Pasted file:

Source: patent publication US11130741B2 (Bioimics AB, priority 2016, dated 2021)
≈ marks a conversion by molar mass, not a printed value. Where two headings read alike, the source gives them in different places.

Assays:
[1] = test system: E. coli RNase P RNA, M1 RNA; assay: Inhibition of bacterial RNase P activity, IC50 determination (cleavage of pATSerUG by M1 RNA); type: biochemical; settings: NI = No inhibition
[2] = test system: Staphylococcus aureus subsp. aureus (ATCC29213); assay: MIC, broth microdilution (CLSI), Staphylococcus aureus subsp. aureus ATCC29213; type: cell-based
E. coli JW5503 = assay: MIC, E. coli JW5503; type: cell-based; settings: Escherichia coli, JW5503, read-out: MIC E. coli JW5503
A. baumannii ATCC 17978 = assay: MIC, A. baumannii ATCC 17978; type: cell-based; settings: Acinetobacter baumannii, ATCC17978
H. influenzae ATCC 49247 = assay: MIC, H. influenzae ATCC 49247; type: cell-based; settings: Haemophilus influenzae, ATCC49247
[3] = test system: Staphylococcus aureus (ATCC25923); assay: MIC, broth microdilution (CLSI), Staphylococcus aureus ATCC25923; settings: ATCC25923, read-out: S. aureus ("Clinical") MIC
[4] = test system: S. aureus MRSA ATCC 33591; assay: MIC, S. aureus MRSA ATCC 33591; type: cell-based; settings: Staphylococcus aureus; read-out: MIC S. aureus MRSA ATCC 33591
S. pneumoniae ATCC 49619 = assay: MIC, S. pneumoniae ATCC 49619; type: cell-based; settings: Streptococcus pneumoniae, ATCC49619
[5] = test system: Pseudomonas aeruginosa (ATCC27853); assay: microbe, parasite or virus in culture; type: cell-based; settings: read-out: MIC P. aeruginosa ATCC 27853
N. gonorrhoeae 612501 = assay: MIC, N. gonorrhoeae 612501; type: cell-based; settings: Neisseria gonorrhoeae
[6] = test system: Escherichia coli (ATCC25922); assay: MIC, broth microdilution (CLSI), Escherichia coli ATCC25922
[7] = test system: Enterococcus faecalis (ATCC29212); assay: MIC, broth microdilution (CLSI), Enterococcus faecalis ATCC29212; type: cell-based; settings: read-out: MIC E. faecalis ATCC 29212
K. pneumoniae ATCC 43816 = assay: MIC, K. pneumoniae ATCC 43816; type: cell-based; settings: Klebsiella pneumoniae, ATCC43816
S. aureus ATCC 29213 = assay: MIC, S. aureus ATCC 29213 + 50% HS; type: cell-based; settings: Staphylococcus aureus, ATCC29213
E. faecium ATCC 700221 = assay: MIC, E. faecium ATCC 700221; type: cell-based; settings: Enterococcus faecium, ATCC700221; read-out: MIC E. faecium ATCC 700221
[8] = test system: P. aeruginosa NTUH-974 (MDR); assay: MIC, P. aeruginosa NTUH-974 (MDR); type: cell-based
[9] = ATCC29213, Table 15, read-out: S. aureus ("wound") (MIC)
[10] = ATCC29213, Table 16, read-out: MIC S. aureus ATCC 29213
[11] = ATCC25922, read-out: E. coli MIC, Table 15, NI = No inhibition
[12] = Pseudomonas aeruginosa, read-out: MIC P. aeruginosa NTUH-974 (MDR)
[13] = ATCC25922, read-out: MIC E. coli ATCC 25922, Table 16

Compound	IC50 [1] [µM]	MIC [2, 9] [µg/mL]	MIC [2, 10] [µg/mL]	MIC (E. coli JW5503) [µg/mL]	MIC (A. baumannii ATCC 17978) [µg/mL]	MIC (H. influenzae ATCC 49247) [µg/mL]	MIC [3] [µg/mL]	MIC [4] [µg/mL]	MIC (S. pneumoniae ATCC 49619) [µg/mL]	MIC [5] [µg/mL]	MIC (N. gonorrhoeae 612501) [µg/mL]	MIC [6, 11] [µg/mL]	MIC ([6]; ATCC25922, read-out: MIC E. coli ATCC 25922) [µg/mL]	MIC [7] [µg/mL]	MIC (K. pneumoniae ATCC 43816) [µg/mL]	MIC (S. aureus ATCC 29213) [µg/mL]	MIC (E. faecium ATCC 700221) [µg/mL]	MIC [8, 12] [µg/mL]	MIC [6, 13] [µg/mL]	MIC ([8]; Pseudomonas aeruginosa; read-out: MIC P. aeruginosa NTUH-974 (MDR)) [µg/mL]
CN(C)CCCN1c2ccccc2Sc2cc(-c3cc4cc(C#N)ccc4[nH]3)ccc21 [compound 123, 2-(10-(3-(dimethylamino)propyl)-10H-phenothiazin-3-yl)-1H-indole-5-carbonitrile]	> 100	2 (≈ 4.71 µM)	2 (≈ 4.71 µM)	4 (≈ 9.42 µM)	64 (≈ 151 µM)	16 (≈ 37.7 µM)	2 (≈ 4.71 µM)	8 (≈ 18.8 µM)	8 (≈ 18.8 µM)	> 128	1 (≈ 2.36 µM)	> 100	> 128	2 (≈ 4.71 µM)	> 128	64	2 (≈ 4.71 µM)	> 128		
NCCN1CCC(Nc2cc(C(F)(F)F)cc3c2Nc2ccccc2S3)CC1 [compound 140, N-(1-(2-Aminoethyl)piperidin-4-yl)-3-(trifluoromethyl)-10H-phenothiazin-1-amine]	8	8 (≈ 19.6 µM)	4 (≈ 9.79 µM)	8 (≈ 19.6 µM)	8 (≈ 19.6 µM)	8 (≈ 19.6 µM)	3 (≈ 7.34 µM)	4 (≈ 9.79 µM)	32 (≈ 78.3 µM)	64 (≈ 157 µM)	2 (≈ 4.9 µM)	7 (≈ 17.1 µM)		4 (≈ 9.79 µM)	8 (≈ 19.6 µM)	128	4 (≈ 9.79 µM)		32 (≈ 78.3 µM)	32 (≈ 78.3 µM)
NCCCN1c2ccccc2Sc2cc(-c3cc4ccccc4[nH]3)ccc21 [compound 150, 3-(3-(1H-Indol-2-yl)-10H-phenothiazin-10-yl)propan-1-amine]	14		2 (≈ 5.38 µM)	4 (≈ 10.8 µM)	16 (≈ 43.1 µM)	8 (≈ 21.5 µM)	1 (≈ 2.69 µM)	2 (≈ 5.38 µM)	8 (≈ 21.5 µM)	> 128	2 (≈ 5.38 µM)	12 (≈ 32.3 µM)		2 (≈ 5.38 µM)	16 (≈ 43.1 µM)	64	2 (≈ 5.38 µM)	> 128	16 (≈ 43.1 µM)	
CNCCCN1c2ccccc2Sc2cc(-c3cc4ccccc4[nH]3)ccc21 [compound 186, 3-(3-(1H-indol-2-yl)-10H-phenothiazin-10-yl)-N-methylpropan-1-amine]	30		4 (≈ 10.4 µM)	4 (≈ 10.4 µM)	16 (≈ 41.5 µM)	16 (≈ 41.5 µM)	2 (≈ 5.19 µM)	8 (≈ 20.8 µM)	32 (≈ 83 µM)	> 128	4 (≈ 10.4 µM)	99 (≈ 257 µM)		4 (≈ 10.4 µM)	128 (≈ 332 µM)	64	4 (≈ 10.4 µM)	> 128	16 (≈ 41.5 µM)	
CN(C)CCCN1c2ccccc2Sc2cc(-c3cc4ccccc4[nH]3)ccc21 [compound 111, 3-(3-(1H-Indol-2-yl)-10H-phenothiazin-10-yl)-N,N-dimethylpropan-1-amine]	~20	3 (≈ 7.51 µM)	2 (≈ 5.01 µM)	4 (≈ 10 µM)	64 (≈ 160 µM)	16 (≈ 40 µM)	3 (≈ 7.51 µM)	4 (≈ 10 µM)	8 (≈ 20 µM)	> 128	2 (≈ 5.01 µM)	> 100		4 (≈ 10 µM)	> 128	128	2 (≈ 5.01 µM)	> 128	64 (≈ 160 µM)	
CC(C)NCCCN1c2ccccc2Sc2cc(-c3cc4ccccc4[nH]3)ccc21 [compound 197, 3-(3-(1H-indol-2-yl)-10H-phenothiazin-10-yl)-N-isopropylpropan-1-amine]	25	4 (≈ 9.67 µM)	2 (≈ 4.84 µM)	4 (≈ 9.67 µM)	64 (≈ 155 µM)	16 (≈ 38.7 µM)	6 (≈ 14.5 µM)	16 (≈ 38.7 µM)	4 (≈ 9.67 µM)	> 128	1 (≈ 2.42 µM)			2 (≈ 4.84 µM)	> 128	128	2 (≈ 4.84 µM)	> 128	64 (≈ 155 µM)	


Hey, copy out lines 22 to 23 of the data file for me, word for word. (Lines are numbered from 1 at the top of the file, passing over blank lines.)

[11] = ATCC25922, read-out: E. coli MIC, Table 15, NI = No inhibition
[12] = Pseudomonas aeruginosa, read-out: MIC P. aeruginosa NTUH-974 (MDR)